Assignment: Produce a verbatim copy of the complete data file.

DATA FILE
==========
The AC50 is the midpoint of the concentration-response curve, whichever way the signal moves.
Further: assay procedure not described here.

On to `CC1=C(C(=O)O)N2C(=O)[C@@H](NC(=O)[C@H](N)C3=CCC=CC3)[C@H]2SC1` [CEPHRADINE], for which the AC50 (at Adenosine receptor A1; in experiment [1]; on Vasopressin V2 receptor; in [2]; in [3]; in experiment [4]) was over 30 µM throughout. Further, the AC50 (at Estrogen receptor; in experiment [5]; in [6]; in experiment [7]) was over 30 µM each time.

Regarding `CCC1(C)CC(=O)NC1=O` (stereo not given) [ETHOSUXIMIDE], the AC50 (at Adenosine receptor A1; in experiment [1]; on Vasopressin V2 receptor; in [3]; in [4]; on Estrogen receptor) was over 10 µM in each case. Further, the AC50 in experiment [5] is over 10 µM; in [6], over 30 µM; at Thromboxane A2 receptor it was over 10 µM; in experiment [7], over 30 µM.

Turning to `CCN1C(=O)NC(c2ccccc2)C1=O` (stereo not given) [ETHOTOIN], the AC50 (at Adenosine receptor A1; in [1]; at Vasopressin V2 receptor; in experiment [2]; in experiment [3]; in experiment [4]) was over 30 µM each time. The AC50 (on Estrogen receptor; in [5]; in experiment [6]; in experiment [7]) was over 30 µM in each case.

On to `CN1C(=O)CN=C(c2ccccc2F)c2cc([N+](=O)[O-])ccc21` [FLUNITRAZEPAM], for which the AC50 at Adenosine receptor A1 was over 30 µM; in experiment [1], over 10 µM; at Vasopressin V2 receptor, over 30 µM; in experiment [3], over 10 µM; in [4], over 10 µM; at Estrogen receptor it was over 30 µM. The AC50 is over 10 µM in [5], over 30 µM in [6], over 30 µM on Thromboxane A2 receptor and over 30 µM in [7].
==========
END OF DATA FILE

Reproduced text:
The AC50 is the midpoint of the concentration-response curve, whichever way the signal moves.
Further: assay procedure not described here.

On to `CC1=C(C(=O)O)N2C(=O)[C@@H](NC(=O)[C@H](N)C3=CCC=CC3)[C@H]2SC1` [CEPHRADINE], for which the AC50 (at Adenosine receptor A1; in experiment [1]; on Vasopressin V2 receptor; in [2]; in [3]; in experiment [4]) was over 30 µM throughout. Further, the AC50 (at Estrogen receptor; in experiment [5]; in [6]; in experiment [7]) was over 30 µM each time.

Regarding `CCC1(C)CC(=O)NC1=O` (stereo not given) [ETHOSUXIMIDE], the AC50 (at Adenosine receptor A1; in experiment [1]; on Vasopressin V2 receptor; in [3]; in [4]; on Estrogen receptor) was over 10 µM in each case. Further, the AC50 in experiment [5] is over 10 µM; in [6], over 30 µM; at Thromboxane A2 receptor it was over 10 µM; in experiment [7], over 30 µM.

Turning to `CCN1C(=O)NC(c2ccccc2)C1=O` (stereo not given) [ETHOTOIN], the AC50 (at Adenosine receptor A1; in [1]; at Vasopressin V2 receptor; in experiment [2]; in experiment [3]; in experiment [4]) was over 30 µM each time. The AC50 (on Estrogen receptor; in [5]; in experiment [6]; in experiment [7]) was over 30 µM in each case.

On to `CN1C(=O)CN=C(c2ccccc2F)c2cc([N+](=O)[O-])ccc21` [FLUNITRAZEPAM], for which the AC50 at Adenosine receptor A1 was over 30 µM; in experiment [1], over 10 µM; at Vasopressin V2 receptor, over 30 µM; in experiment [3], over 10 µM; in [4], over 10 µM; at Estrogen receptor it was over 30 µM. The AC50 is over 10 µM in [5], over 30 µM in [6], over 30 µM on Thromboxane A2 receptor and over 30 µM in [7].